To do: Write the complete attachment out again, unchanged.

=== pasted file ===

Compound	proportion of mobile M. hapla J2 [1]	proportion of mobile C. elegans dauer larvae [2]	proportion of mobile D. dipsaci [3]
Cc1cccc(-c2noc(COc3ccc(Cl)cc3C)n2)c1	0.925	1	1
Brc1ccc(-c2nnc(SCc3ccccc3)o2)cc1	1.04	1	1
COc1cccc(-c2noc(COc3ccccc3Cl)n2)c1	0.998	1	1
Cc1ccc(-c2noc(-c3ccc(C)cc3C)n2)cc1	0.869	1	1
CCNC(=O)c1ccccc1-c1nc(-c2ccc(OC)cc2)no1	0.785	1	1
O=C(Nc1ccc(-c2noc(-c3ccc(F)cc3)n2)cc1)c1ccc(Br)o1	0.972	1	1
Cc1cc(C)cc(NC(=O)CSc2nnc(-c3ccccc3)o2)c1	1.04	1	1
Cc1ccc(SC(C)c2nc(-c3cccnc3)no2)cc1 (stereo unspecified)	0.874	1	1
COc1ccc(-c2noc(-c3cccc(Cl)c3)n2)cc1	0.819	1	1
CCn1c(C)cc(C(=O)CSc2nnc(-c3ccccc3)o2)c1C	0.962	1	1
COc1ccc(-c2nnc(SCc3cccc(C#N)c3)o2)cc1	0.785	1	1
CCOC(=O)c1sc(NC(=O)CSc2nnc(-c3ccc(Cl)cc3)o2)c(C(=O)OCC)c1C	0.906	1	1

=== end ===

Compound	proportion of mobile M. hapla J2 [1]	proportion of mobile C. elegans dauer larvae [2]	proportion of mobile D. dipsaci [3]
Cc1cccc(-c2noc(COc3ccc(Cl)cc3C)n2)c1	0.925	1	1
Brc1ccc(-c2nnc(SCc3ccccc3)o2)cc1	1.04	1	1
COc1cccc(-c2noc(COc3ccccc3Cl)n2)c1	0.998	1	1
Cc1ccc(-c2noc(-c3ccc(C)cc3C)n2)cc1	0.869	1	1
CCNC(=O)c1ccccc1-c1nc(-c2ccc(OC)cc2)no1	0.785	1	1
O=C(Nc1ccc(-c2noc(-c3ccc(F)cc3)n2)cc1)c1ccc(Br)o1	0.972	1	1
Cc1cc(C)cc(NC(=O)CSc2nnc(-c3ccccc3)o2)c1	1.04	1	1
Cc1ccc(SC(C)c2nc(-c3cccnc3)no2)cc1 (stereo unspecified)	0.874	1	1
COc1ccc(-c2noc(-c3cccc(Cl)c3)n2)cc1	0.819	1	1
CCn1c(C)cc(C(=O)CSc2nnc(-c3ccccc3)o2)c1C	0.962	1	1
COc1ccc(-c2nnc(SCc3cccc(C#N)c3)o2)cc1	0.785	1	1
CCOC(=O)c1sc(NC(=O)CSc2nnc(-c3ccc(Cl)cc3)o2)c(C(=O)OCC)c1C	0.906	1	1